Cobleskill happy with consolidation report

By Patsy Nicosia

Few surprises, but a lot of opportunity.
That’s how Cobleskill leaders are characterizing the results of a $40,000 study by the Center for Governmental Research some of them received a few days ago.
CGR representatives will be on hand Tuesday, July 29 for a 7pm meeting at the fire house to answer any technical questions on the report and provide context for their findings.
In a nutshell, the report finds consolidating the town and village could save about $150,000 annually, but outlines other moves—things like combining zoning and planning boards and sharing office space—that could be easier “first steps.”
“I’m happy with it. I think it’s a good report in that there’s some ‘low-hanging fruit,’” said Mayor Mike Sellers. “Things like that that we could do pretty easily that would get us on our way.”
Bigger steps like structuring the Police Department, a controversial move CGR has backed off from since its preliminary report, would take more time—and work, Mayor Sellers said.
Supervisor Roger Cohn said he sees a lot of the report’s value in that it puts numbers to some of the things the two municipalities have been discussing—and in some cases working on—for a while.
“The mayor and I have been talking about moving town offices back into the village,” Mr. Cohn said. “There might be some space at the village offices. And that’s a recommendation.”
Mr. Cohn pointed out that it’s unlikely they’ll be able to make all of the report’s recommendations happen, but he’s optimistic that by working together, the town and village can accomplish some of them.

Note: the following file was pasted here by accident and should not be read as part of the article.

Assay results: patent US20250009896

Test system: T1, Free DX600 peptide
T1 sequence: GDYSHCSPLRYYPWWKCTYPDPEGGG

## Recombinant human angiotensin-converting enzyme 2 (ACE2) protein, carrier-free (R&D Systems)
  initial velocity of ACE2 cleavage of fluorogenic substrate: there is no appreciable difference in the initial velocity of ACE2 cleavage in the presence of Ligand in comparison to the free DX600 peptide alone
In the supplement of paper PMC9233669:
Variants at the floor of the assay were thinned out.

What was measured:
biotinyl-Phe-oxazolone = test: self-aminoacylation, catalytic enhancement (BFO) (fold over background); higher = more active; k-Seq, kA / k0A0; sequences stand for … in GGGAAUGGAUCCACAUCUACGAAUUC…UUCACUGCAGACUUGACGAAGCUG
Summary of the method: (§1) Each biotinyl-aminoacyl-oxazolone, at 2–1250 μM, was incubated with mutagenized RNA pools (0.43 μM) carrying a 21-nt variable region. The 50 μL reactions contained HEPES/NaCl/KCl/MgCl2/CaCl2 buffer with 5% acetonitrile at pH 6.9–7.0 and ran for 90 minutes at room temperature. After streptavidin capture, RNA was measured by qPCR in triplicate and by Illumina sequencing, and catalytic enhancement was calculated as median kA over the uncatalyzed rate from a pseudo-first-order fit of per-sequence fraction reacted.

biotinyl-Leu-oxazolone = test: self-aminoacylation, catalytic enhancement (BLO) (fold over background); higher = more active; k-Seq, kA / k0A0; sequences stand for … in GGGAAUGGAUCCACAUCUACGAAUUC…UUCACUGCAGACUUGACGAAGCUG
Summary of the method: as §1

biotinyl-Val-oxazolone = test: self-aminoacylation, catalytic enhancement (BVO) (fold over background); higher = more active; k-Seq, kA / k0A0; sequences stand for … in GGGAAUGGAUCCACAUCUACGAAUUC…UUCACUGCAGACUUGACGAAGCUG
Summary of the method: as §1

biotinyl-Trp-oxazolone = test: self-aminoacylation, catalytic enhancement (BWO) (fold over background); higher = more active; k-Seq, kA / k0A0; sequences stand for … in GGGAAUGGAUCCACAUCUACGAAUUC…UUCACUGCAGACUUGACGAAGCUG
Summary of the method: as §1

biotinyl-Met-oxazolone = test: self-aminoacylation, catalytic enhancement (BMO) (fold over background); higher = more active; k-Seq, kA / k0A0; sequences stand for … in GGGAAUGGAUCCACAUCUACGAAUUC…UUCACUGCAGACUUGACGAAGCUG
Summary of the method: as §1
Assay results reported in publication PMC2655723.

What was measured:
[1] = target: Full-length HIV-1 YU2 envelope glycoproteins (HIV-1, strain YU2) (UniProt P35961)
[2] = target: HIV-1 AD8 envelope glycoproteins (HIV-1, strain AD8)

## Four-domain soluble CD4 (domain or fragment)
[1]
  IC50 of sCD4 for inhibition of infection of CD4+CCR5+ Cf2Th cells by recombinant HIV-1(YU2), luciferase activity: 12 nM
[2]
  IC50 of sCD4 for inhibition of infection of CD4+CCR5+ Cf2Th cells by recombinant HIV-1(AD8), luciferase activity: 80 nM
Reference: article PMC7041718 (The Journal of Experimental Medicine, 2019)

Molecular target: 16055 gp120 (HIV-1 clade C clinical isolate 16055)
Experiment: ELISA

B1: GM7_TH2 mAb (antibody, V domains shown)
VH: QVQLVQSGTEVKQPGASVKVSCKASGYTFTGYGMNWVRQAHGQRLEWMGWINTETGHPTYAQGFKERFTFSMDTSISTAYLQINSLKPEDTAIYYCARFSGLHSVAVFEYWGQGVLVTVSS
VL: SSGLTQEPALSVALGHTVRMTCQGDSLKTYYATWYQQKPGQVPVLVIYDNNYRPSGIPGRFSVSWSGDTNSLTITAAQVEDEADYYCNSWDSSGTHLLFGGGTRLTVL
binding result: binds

“We’re working together now,” he said. “That’s a real plus.”
Ken Hotopp, a town councilman, is one of those who served on the study’s Steering Committee.
Overall, he said, the changes it outlines won’t mean big money in savings for the two municipalities, he said, but they will mean more efficient and better service.
Working together on things like planning, the courts, and the Highway Department makes a lot of sense, he said, and in the case of the Highway Department, something town and village representatives have been doing for a while now.
Mr. Hotopp said whether the village should be more fairly compensated for the services its Police Department provides or if a different arrangement should be worked out with Schoharie County are both ideas that need more discussion.
“That’s one of the important pieces of this,” he said. “That we keep discussing all of it.”
For his part, Mr. Hotopp said he doesn’t think there’s a groundswell of support for dissolving the village.
John O’Donnell, another member of the Steering Committee, has a better idea: Looking into the whole idea of city status.
“This is an opportunity for us to really do something and impact the entire county if we start something here,” Mr. O’Donnell said.
“We need to study it [city status]. There are benefits and there are disadvantages.”
One advantage is that the City of Cobleskill would receive a greater share of the local sales tax, something Mr. O’Donnell said might lower property taxes and encourage new businesses and growth.
A disadvantage is that other towns would be forced to pick up a bigger share of the bill and Mr. O’Donnell said everyone involved needs to look creatively at ways around that.
“We need to take the broad view and lay the foundation for real economic development for years from now,” he said. “I think CGR did a good job. They gave us good information and now we need to keep working with it.”
Both the town and village plan to put the CGR report on their respective websites.
Mr. Hotopp said he’ll ask Town Clerk Tina Shuart to print out some hard copies and he’s hoping the village will also make hard copies available at its office.

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